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What Is an EAN Barcode Number?

The EAN barcode number, which is also known as the International Article Number or the European Article Number, refers to a 13 digit code with is considered to be a modification, or superset, of the original 12 digit code used for barcodes that was invented in 1970 by George Laurer.

What makes the EAN-13 unique is that it is used around the world as a way to mark retail products for scanning when a purchase is being made. It is different from the traditional barcode because it offers a country of origin that the UPC does not offer. There are also supplemental barcodes in the EAN system of 8 digits, 5 digits, or 2 digits that help to identify specific pieces of information.

  • The EAN-8 is generally used for smaller packages or books where the full EAN-13 would be too large to be useful.
  • The EAN-5 is typically used for pricing and country of origin information, especially when placed on books.
  • The EAN-2 could be used to indicate the issue number of a periodical, the issuing year of a product, or even what the weight of the product is supposed to be.

How Is the EAN Barcode Number Comprised?

There are four elements that make up the EAN-13.

The first element is the GS1 prefix. This identifies a member organization to which the product manufacturer is associated. In books, for example, the code is 978 or 979 so that it can work with an ISBN. In music, the code is typically 977 to work with an ISSN.

The second element is the manufacturer code. It’s a unique code assigned to each manufacturer by the numbering authority. Every product produced by that manufacturer will use the same code as part of their EAN-13. These codes are of variable length depending on how many products may be issued by the manufacturer to ensure that numbering in this element is not wasted.

The third element is the product code. This is the number which is assigned to each specific product which is offered for sale. It always follows the manufacturer code that has been assigned. It is also a variable length code, but when combined with the manufacturer code, will always be 10 digits in length.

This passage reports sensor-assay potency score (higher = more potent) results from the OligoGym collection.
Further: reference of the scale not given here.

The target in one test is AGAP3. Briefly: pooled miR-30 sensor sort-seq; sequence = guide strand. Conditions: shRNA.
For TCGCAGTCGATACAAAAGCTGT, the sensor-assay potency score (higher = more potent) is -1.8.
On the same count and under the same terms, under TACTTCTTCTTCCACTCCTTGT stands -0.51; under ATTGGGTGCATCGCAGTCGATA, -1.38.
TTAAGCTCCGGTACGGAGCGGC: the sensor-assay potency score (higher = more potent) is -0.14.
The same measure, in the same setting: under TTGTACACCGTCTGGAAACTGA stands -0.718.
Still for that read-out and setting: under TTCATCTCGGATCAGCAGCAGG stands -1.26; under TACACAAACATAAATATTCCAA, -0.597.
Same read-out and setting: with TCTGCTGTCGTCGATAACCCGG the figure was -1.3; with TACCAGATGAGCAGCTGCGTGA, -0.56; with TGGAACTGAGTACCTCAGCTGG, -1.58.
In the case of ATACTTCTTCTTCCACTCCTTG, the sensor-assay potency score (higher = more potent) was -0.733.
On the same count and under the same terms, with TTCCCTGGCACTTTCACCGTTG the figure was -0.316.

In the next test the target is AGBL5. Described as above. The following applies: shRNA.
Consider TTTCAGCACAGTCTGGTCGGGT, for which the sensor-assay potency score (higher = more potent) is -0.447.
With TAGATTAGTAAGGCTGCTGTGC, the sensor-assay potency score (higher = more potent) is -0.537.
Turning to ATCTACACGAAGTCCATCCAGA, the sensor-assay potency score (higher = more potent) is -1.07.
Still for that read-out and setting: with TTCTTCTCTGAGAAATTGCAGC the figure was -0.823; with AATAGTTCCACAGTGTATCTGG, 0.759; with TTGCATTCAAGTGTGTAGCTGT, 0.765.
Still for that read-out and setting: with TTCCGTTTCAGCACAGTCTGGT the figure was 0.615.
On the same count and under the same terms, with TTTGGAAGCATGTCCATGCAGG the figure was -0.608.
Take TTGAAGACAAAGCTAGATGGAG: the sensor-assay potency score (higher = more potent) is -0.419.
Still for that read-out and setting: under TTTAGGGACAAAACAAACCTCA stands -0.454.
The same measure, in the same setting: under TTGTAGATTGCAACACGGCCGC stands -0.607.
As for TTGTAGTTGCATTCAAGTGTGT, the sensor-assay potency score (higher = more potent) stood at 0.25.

The fourth element is called the “check digit.” This part of the EAN-13 is designed to make sure that the barcode has been scanned correctly.

When Is an EAN-13 Necessary?

In the United States and Canada, the EAN-13 is not necessary for some products. The UPC is often a better choice. The one exception to this rule is for books, especially for authors who are choosing to self-publish. The EAN-13 becomes a reflection of the ISBN that is assigned to each variant of work that is published, giving the author an opportunity to have their book offered for sale in bookstores around the world.

The EAN-13 will typically start with 978 or 979 for new books that are published. From there, the remainder of the code is the ISBN that has been assigned to the book.

It is not unusual for an EAN-5 to also be included with the barcode on a book. This is simply a code that reflects the MSRP of the book [or other product that may have an EAN-13 assigned to it]. The design allows for retailers to be able to quickly process transactions, keep track of inventory, and other product-specific information.

EAN-13 codes reflective of an ISBN must be ordered through a representative organization. In the United States, for example, the organization would be Bookland. Each new code has a cost associated with it that must be paid by the publisher. If self-publishing, this means the author would have to become the publisher and pay for the code.

Virtually all products sold in Europe also use this code as well and would be required for most international sales of any product.

The EAN-13 is not an absolute requirement. If you sell products on your own through your own website or store, then it does not need to be included. This is primarily for manufacturers and publishers who want third-party retailers to represent their products.

Just remember that every specific product needs to have an EAN-13 assigned to it so that you can budget the cost of purchase accordingly. Then apply the barcode to the back cover design of your book or put it on the products being offered for sale and you’ll be able to start the distribution process.

Melissa G Wilson

Melissa has been a leader in the book writing, publishing and marketing arena for the past two decades. To date, she has helped more than 100 thought leaders write, publish and market their books. Her clients include executives such as Dan Weinfurter a seven-time Inc 500 winner and Orlando Ashford, President of Holland Cruise Lines.

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